JGL: Do you give private lessons and if so, how does one go about studying with you, and if so, is there a particular level of student you are looking for?

SK: I have a handful of students. Most of them are either preparing for college or university auditions or have an interest in jazz or improvisation. I occasionally take less experienced students, but I don’t really feel that I’m the best teacher for beginners. For anyone interested in lessons, I can be reached by email, which you can find on my website (www.samkirmayer.com).

JGL: I’m really enjoying your debut CD Opening Statement – a very apt title by the way – and was a little surprised when I read that this CD might not have happened if it wasn’t for drummer Dave Laing. What was that all about?

SK: Dave Laing, the drummer on the CD, is also one of my local heroes and a musician who I’ve respected and looked up to since I started playing jazz. There’s a lot of pressure around a debut CD, and it can be hard to tell if you are ready. I certainly didn’t feel like I was, but after a gig with this band, Dave said something like “when are we going to record the CD?” I felt that that was about as clear a sign as I could hope to get so I decided to go ahead and do it. It can be hard to step back from the self-criticism necessary in the practice room, but I believe that as an artist, your job is to create art and put it out into the world. Evaluating it is better left to critics.

JGL: Any plans for a second CD in the near future?

SK: Yes. I’ll be recording my second CD in the fall, it will be an organ trio this time which I’m pretty excited about. I’m not sure when it will be released yet.

JGL: Your CD features four original tunes. Can you take us through the composing process a bit? Do you write with guitar in hand, at a piano or is there another process involved? Have there been any composers who you’ve sought out to learn from either locally or on record?

SK: I mostly write with the guitar, although I use the piano as well and sometimes I write in my head. I learned a lot from a composition class I took at McGill with the great trumpeter and composer Kevin Dean. Mostly however my approach has been to learn as many tunes as possible and to try to absorb what I can from the work of composers like Horace Silver, Thelonious Monk, Benny Golson, Tadd Dameron, Coltrane and others. I don’t worry so much about being innovative, I’m just trying to get better at writing music that I want to listen to.

JGL: On the other side of the coin, why did you choose the particular standards that you did – For All We Know, My Shining Hour, The Night We Called It A Day and Opening Statement?

SK: From the outset I knew that I wanted the record to be about half originals and half standards. For me, the tradition of interpreting standard material is an essential aspect of being a jazz musician. One of the things I enjoy as a listener is how a player references other recordings of a song or offers a radical new interpretation. Its part of what keeps this music exciting and ties the whole history together. I included “For All We Know” as an explicit acknowledgement of my debt to Grant Green. He recorded it on his record Am I Blue and I adapted his arrangement slightly. “The Night We Called It a Day” is a beautiful ballad that I was introduced to by one of Montreal’s greatest musicians, pianist/drummer André White. I studied with André during my final year at McGill. Each week he would send me off to learn some new tunes, often ones I hadn’t heard before or that would challenge me in some new way and this one really stood out. “Opening Statement” is a Booker Little composition from a quartet date he did with Tommy Flanagan, Scott LaFaro and Roy Haynes which is one of my favourite albums. Its got an interesting form and changes sort of like a demented “Just One of Those Things“. I felt like the album needed something uplifting and bright to have balance so I included an arrangement I had done of Harold Arlen’s “My Shining Hour“, which is a pretty optimistic song.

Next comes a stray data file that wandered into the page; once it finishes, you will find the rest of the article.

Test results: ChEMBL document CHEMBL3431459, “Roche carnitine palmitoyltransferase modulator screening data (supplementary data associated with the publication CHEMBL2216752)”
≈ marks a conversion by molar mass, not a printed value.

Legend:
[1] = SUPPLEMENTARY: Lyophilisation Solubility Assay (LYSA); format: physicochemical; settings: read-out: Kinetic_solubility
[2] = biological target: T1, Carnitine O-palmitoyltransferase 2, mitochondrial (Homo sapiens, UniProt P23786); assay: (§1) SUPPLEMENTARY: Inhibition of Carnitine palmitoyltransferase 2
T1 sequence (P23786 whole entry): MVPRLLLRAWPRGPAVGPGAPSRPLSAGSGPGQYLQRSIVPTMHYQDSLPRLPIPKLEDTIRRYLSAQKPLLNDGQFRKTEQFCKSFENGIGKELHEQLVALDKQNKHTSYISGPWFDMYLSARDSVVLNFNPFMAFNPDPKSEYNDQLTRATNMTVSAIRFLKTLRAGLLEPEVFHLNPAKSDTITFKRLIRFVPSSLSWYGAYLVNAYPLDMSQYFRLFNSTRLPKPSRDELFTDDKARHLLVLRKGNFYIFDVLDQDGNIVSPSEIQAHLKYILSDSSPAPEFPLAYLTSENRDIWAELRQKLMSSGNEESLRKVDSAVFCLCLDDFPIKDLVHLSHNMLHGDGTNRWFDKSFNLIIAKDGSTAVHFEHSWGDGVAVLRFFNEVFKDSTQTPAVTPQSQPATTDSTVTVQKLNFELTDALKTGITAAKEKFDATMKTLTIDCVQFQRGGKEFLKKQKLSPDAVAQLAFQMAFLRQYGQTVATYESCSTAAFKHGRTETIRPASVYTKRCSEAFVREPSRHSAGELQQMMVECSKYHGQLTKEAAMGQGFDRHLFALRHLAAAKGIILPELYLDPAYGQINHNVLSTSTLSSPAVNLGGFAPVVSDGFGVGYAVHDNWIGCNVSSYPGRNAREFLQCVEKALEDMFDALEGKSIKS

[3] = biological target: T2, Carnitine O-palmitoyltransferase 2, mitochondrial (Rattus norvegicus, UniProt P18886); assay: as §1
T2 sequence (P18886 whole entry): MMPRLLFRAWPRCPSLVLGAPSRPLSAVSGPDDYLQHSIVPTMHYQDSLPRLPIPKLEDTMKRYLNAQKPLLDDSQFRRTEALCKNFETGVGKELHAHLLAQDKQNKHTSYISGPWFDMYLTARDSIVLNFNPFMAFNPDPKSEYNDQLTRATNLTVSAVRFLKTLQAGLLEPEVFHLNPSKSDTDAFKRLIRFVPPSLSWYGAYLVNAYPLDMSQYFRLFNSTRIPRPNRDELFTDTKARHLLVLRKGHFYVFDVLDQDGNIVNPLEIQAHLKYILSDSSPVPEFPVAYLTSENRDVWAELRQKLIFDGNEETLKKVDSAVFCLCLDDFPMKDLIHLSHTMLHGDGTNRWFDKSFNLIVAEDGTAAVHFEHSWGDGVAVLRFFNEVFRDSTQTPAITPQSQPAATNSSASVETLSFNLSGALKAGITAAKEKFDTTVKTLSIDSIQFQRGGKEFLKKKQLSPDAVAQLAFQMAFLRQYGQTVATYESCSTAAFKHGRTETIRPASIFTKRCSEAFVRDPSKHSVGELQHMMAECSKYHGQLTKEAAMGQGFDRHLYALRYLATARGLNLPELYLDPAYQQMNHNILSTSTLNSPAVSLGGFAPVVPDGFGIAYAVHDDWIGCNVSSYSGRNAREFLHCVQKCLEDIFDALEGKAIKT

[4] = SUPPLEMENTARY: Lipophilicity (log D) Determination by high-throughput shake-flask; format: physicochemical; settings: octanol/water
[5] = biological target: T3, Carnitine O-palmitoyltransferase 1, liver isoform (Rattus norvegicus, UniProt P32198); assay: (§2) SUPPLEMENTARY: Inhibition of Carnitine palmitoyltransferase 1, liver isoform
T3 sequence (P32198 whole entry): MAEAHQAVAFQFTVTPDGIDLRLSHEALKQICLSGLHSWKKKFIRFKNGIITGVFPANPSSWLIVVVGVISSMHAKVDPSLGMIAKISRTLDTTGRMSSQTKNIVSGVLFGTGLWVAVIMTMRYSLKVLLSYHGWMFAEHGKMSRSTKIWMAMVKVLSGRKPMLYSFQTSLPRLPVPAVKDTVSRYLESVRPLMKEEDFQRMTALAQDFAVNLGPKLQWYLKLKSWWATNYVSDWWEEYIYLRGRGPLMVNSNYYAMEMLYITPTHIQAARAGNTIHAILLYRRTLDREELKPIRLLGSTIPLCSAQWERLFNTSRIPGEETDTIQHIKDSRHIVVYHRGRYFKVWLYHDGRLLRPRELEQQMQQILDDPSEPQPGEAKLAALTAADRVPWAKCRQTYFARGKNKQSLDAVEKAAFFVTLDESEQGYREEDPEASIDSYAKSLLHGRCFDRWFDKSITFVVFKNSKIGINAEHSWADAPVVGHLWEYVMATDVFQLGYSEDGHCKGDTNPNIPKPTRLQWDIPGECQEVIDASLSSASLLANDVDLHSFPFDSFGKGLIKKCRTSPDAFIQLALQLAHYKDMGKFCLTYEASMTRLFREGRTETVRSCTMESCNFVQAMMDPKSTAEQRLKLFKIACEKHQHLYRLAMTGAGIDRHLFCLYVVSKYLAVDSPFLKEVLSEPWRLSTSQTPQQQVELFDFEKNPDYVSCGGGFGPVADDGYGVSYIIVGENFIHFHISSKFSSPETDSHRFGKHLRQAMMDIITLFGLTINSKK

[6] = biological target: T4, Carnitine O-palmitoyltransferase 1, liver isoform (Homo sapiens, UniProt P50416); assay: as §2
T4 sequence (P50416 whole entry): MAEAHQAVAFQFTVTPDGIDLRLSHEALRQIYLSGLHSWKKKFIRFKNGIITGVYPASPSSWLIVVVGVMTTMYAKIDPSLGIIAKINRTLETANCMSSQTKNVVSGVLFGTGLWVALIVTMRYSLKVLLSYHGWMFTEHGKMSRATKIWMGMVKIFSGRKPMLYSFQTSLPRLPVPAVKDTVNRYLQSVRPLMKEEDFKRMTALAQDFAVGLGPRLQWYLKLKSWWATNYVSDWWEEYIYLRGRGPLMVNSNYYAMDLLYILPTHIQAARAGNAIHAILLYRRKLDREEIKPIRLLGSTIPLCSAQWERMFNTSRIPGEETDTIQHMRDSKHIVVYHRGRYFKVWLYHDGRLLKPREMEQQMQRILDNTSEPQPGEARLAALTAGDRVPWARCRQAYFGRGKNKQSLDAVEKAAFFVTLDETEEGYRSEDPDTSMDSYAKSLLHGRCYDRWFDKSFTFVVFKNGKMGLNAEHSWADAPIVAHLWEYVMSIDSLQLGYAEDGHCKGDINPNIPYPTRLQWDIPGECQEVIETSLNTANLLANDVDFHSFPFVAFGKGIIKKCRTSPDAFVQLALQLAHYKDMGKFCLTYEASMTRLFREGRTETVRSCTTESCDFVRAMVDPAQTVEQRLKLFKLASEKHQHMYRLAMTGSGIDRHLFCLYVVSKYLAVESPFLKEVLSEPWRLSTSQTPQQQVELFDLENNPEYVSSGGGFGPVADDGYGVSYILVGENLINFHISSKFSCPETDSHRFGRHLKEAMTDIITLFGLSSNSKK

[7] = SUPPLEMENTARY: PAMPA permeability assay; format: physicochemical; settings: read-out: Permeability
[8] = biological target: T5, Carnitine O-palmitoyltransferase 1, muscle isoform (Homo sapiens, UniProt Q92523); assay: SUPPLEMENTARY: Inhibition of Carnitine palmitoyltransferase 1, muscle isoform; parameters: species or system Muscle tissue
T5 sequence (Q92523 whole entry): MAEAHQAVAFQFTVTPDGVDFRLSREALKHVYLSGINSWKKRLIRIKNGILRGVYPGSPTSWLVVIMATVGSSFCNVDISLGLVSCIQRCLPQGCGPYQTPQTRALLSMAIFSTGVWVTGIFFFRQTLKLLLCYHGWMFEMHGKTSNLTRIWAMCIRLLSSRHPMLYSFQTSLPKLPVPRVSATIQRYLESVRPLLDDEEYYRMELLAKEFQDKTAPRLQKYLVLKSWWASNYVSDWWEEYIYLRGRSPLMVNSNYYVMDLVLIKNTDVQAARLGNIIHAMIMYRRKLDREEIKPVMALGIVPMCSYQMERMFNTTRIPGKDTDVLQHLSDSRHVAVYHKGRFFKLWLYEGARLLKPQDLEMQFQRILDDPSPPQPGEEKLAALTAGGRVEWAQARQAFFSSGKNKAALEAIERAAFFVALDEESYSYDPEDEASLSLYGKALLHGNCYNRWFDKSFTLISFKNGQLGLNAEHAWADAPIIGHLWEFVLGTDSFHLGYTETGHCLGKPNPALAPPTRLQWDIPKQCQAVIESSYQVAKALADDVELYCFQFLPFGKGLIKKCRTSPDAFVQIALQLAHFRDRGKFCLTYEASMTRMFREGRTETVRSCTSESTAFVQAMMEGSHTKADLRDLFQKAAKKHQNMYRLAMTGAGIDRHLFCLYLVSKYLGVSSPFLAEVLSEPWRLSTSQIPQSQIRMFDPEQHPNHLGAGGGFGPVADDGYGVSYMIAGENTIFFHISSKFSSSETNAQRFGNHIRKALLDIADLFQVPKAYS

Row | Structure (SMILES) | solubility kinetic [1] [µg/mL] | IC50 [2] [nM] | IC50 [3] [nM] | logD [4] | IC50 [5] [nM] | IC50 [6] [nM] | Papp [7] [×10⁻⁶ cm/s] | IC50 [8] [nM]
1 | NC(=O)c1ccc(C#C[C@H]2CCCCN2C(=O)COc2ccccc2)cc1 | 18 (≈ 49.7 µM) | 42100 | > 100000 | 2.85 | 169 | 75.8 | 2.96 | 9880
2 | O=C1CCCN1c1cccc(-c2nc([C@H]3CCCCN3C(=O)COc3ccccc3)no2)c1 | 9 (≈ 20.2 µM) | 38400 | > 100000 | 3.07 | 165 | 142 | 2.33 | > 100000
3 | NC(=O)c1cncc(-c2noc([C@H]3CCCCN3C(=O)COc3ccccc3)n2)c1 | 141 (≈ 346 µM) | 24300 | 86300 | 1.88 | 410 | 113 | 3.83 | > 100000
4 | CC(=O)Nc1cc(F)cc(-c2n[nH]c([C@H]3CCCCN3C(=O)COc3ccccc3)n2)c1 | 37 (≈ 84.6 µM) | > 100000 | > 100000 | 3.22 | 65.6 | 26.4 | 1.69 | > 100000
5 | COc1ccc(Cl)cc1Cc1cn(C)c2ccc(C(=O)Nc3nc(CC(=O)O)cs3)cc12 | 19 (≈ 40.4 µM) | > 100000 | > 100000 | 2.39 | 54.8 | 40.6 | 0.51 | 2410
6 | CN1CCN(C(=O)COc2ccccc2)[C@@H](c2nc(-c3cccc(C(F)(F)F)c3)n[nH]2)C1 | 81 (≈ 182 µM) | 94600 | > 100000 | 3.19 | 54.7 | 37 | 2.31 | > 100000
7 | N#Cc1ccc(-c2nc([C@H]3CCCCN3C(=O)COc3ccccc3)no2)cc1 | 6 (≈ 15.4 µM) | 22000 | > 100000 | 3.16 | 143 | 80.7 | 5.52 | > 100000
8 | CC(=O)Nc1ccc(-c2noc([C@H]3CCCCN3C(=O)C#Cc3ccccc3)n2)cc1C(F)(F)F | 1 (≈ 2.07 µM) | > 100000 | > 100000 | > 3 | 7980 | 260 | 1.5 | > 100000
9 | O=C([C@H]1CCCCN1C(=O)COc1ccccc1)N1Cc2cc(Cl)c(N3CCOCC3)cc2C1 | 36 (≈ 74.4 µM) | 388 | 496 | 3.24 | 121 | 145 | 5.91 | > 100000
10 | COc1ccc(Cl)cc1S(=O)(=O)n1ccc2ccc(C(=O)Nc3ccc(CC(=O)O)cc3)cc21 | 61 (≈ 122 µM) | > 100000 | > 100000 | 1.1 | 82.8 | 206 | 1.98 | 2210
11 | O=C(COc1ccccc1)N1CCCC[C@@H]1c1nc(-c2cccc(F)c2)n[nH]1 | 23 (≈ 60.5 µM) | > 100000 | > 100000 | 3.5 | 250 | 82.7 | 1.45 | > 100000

JGL: What was your practice routine like when you were beginning and what is it like now? Are there specific areas that you work on or do you just play through tunes?

SK: I used to have a pretty strict routine I’d follow of scales, etudes, different metronome exercises, transcription, etc. Now when I have time to practice that isn’t spent preparing for a gig, I’ll pick a tune, put the metronome on and spend some time playing the melody, comping and eventually blowing on it through a bunch of keys and tempos. I’m also trying to find a more vertical way of getting through changes and I’m always trying to develop my sound and my touch.

JGL: This is the second time you mention playing “vertically”. Can you expand on this notion for our readers? What does playing vertically actually mean?

SK: I guess I really mean two different things by vertical. The first is a vocabulary with a wider range – ideas that exist beyond an octave, the other is the melodic possibilities of structures or voicing. I hesitate to use the word “intervals” because for me it immediately calls to mind running patterns through a scale which is really not what I mean.

JGL: Getting back to your CD for a minute. How did this album come about and what were the challenges – if any – of getting this record out to the public?

SK: First of all, I was fortunate enough to receive funding through a couple of grants that made it possible for me to do the project the way I wanted to. The process required me to learn so many different aspects of the business that I had never been aware of. The learning curve was pretty steep, but now I’ve got a much clearer picture of what’s involved in making a CD. Opening Statement was released on a local label, Chromatic Audio, which is basically a curated artist collective, aiming to create awareness and cross-promotion for the work Montreal-based jazz musicians.